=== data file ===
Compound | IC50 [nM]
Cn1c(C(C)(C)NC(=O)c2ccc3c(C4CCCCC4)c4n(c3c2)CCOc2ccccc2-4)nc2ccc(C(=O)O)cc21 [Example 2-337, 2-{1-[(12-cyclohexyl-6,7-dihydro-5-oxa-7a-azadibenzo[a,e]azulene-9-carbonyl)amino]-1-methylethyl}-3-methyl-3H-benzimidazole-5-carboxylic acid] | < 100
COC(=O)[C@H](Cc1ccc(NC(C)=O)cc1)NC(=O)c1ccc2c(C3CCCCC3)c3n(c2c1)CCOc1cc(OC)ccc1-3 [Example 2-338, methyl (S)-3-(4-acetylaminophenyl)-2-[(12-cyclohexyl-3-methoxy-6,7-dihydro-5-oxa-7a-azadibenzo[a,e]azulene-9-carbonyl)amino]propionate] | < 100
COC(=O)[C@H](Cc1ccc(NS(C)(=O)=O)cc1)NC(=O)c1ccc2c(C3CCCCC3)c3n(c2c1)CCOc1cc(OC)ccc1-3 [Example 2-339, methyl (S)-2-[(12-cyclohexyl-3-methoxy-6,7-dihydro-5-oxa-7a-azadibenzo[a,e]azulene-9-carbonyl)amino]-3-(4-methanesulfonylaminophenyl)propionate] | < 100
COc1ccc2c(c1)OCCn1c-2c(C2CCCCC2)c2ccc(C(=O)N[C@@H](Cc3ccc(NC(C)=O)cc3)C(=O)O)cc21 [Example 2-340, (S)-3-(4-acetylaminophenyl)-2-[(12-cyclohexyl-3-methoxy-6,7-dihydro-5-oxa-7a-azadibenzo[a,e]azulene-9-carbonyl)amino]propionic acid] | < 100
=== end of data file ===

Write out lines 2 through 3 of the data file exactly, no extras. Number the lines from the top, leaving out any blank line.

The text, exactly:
Cn1c(C(C)(C)NC(=O)c2ccc3c(C4CCCCC4)c4n(c3c2)CCOc2ccccc2-4)nc2ccc(C(=O)O)cc21 [Example 2-337, 2-{1-[(12-cyclohexyl-6,7-dihydro-5-oxa-7a-azadibenzo[a,e]azulene-9-carbonyl)amino]-1-methylethyl}-3-methyl-3H-benzimidazole-5-carboxylic acid] | < 100
COC(=O)[C@H](Cc1ccc(NC(C)=O)cc1)NC(=O)c1ccc2c(C3CCCCC3)c3n(c2c1)CCOc1cc(OC)ccc1-3 [Example 2-338, methyl (S)-3-(4-acetylaminophenyl)-2-[(12-cyclohexyl-3-methoxy-6,7-dihydro-5-oxa-7a-azadibenzo[a,e]azulene-9-carbonyl)amino]propionate] | < 100